Layered ISR and a Focused Force

By Robbin Laird

If you want to shape an effective focused force with modest capability, for certain you need to operate as a kill web.

I focused on the concept of the kill web in a co-authored book with my colleague Ed Timperlake and then most recently in my book on the coming of maritime autonomous systems.

This is how we discussed the kill web : In 2016, we discussed the kill web approach with  Rear Adm. Manazir both when he was at N-98 and N-9 in Op Nav. With him we discussed the kill web approach as a way to shape more effective integration of forces and convergence of efforts.

The kill chain is a linear concept which is about connecting assets to deliver fire power while the kill web is about distributed operations and the ability of force packages or modular task forces to deliver force dominance in a specific area of interest.

The kill web is about building integration from the ground up so that forces can work seamlessly together through multiple networks, operating at the point of interest.

In that interview, he highlighted the key significance of evolving C2 capabilities to deliver a kill web capability.

“The hierarchical CAOC is an artifact of nearly 16 years of ground war where we had complete air superiority; however, as we build the kill web, we need to be able to make decisions much more rapidly. As such, C2 is ubiquitous across the kill web.

“Where is information being processed? Where is knowledge being gained? Where is the human in the loop? Where can core C2 decisions best be made and what will they look like in the fluid battlespace?

“The key task is to create decision superiority. But what is the best way to achieve that in the fluid battlespace we will continue to operate in? What equipment and what systems allow me to ensure decision superiority?

“We are creating a force for distributed fleet operations. When we say distributed, we mean a fleet that is widely separated geographically, capable of extended reach.

“Importantly, if we have a network that shares vast amounts of information and creates decision superiority in various places, but then gets severed, we still need to be able to fight independently without those networks.

“This requires significant and persistent training with new technologies but also informs us about the types of technologies we need to develop and acquire in the future.

“Additionally, we need to have mission orders in place so that our fleet can operate effectively even when networks are disrupted during combat; able to operate in a modular-force approach with decisions being made at the right level of operations for combat success.”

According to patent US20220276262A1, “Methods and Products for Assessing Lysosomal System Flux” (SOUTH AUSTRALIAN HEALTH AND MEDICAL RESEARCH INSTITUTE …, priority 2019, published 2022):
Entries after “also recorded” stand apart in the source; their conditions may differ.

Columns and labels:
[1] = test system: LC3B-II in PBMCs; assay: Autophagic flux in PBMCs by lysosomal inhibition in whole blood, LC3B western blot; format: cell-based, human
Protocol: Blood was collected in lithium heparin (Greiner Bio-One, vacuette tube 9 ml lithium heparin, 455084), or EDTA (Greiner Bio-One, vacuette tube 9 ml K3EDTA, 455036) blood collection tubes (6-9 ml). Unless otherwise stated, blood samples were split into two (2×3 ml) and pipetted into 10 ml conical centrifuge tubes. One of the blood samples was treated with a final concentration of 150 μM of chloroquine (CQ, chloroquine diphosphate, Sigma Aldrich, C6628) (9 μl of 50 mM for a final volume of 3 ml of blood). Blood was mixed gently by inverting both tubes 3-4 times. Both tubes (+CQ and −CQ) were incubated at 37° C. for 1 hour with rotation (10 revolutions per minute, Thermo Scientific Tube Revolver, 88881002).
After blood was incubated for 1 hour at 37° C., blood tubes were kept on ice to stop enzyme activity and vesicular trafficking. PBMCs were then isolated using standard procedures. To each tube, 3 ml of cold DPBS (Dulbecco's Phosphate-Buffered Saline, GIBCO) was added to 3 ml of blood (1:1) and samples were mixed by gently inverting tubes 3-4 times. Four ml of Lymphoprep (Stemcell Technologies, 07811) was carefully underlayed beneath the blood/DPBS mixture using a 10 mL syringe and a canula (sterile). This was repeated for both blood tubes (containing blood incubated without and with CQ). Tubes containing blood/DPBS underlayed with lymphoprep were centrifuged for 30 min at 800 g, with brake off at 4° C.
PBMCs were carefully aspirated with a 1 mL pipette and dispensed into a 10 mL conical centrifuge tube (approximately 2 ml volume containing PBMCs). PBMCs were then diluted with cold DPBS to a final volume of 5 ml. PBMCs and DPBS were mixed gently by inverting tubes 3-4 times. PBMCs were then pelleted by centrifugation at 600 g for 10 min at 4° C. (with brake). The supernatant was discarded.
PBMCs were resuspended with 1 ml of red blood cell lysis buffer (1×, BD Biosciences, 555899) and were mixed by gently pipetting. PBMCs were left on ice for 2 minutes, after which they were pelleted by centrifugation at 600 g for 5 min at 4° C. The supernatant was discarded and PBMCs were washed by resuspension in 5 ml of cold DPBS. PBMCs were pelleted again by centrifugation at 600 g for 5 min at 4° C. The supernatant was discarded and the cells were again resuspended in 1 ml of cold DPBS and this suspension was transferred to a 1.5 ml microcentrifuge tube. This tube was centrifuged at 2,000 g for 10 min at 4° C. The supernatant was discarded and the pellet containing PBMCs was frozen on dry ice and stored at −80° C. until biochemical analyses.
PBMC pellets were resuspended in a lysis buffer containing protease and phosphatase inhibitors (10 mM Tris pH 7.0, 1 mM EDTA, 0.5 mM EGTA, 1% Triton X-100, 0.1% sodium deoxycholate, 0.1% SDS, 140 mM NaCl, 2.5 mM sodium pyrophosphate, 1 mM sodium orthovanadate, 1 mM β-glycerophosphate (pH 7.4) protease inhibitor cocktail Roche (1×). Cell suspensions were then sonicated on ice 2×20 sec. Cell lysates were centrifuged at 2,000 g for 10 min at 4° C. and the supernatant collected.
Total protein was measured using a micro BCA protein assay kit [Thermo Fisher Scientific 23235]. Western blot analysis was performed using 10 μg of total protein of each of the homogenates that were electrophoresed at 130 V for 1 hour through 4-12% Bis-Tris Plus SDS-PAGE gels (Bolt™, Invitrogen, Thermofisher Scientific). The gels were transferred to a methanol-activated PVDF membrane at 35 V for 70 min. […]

In the graphic provided by Rear Admiral (Retired) Manazir in the Williams Foundation 2018 Seminar, he took the sequence of find, fix, track, target, engage and assess and highlighted how those functions were now exercised in a distributed integrated manner by the various platforms operating within a task force or in our terms a combat cluster.

This task force, or combat cluster, can be understood either organized organically or scalable and aggregable, and operating as flexible modular task forces. With the distribution of sensors and strike throughout the battlespace, the force operates as a strike and sensing grids to gain combat dominance.

In a presentation to the Williams Foundation, Canberra, Australia on March 22, 2018, Rear Admiral Manazir then retried, provided his graphic representation of how to understand the kill web.

In some ways, the difference can be seen as a shift from a linear kill chain to a distributed kill web. The difference in focus was highlighted in a discussion in 2020 with Cmdr. Peter “Two Times Salvaggio, the head of the new Maritime Intelligence Surveillance and Reconnaissance (ISR) program at the Navy’s Naval Air Warfare Development Center, at Air Station Fallon, Nevada.

He underscored: We need a paradigm shift: The Navy needs to focus on the left side of the kill chain.

The kill chain is described as find, fix, target, engage and assess. For the U.S. Navy, the weight of effort has been upon target and engage. As “Two Times” puts it: But if you cannot find, fix, or track something, you never get to target.

There is another challenge as well: in a crisis, knowing what to hit and what to avoid is crucial to crisis management. This clearly requires the kind of ISR management skills to inform the appropriate decision makers as well.

The ISR piece is particularly challenging as one operates across a multi-domain battlespace to be able to identify the best ISR information, even if it is not contained within the ISR assets within your organic task force. And the training side of this is very challenging.